fluences you have in life and to always have hope that others might one day be able to redeem themselves and make peace with others.” It would be accurate to conclude that Dobbins’ reaction reflects the thoughts of most students in the room that night, and proves this event to be an effective component of a week geared toward increasing this kind of awareness. Fran Taylor expressed her hopes that students would take away from this experience “a deeper understanding and appreciation of the dangers of high risk drinking.” What better way to educate students than by allowing them to witness such personal and emotional accounts of truth?
The Cr usader
October 5, 2012
Rev. Father Boroughs’ New Diversity Team Jessica Bailot Staff Writer This year Father Boroughs is taking steps to change the College of the Holy Cross’ commitment to diversity and inclusion. The process to find a new Chief Diversity Officer for the 2012-2013 school year was very challenging. So this year Father Boroughs met with the Cabinet and vice presidents in order to gain approval for a new approach to solve the problem. There are now seven faculty and administration members of the Diversity Leadership Team. These members are: Amy Wolfson- Associate Dean for Faculty Development and Professor of Psychology, Academic Affairs, Chair Mable Milner- Associate Dean of Students for Diversity and Inclusion, Vice Chair Jim Kavanaugh- Director of Cross Country and Track and Field, Athletics Lynne Herring- Associate Director of Human Resources Virginia Coakley- Assistant Chaplain and Director of Protestant and ALANA Ministries David Chu- Director of the Ciocca Office of Entrepreneurial Studies, Academic Affairs Thomas Culigan- Alumni Affairs, Development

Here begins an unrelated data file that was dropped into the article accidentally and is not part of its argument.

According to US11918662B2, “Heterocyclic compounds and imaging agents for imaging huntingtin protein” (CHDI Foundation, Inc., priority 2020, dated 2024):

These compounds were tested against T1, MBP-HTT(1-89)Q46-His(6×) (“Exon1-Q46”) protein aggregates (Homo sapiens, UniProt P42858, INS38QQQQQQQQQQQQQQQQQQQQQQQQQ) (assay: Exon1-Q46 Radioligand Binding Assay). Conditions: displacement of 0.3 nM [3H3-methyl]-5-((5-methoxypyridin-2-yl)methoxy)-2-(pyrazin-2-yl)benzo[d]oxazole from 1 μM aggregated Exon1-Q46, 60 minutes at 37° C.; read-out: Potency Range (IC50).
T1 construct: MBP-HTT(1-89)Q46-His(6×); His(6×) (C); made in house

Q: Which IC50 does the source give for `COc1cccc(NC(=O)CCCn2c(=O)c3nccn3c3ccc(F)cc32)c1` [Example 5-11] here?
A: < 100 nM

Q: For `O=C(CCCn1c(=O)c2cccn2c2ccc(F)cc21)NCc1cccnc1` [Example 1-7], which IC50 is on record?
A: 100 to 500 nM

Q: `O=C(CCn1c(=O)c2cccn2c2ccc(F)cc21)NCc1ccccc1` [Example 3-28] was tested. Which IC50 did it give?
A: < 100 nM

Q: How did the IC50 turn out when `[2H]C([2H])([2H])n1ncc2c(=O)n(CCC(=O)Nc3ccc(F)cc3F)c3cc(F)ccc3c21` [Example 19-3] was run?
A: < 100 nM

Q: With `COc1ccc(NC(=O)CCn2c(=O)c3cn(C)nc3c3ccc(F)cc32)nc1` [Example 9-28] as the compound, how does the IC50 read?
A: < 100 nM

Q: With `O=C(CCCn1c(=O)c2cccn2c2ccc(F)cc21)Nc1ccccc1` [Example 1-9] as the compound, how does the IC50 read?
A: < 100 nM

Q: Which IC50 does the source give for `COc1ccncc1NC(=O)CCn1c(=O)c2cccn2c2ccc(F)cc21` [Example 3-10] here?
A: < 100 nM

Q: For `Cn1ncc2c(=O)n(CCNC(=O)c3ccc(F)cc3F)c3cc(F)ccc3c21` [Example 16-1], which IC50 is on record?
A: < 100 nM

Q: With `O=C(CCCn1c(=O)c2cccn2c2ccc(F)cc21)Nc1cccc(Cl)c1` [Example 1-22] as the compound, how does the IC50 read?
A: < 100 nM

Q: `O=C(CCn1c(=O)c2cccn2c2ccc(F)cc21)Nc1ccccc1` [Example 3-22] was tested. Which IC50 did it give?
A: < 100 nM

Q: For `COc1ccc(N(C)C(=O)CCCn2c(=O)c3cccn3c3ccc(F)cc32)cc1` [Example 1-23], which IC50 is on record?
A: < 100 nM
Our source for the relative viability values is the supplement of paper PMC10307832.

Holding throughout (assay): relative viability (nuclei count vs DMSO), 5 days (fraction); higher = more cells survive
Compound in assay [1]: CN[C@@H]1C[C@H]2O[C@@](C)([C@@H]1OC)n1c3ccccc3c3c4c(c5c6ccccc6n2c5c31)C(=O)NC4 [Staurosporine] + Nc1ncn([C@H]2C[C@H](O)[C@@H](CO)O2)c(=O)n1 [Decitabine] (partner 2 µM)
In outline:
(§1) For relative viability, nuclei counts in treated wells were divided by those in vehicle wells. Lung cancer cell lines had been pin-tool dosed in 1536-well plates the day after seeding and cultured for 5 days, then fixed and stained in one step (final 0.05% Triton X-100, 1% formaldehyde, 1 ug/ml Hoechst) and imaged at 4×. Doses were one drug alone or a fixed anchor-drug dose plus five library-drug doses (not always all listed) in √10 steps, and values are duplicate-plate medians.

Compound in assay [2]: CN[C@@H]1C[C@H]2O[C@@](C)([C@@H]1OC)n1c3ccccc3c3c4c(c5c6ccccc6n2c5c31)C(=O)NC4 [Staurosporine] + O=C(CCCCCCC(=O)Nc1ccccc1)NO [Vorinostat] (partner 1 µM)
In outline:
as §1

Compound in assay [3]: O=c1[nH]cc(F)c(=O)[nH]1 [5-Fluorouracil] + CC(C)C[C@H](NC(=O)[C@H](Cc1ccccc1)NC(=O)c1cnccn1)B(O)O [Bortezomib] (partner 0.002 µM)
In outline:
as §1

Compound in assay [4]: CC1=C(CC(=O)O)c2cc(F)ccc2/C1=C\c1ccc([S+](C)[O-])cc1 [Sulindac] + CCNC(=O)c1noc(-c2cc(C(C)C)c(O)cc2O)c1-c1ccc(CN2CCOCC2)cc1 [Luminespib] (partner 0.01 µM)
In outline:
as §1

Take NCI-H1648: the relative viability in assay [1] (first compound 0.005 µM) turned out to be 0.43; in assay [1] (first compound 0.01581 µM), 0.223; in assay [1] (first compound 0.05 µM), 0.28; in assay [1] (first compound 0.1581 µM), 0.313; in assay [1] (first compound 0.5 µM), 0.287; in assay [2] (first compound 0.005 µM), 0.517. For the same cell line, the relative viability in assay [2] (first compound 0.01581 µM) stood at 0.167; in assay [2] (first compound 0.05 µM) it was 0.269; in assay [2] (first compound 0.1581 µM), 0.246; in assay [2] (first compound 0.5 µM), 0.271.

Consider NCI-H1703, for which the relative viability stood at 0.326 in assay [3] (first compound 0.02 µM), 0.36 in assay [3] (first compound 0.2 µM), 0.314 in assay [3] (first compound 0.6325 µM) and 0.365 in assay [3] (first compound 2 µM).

This team was appointed in late May-early June of last semester. The Diversity team, however, has only met several times since August. They are currently in the process of researching and reviewing campus material. In an interview with Dean Wolfson,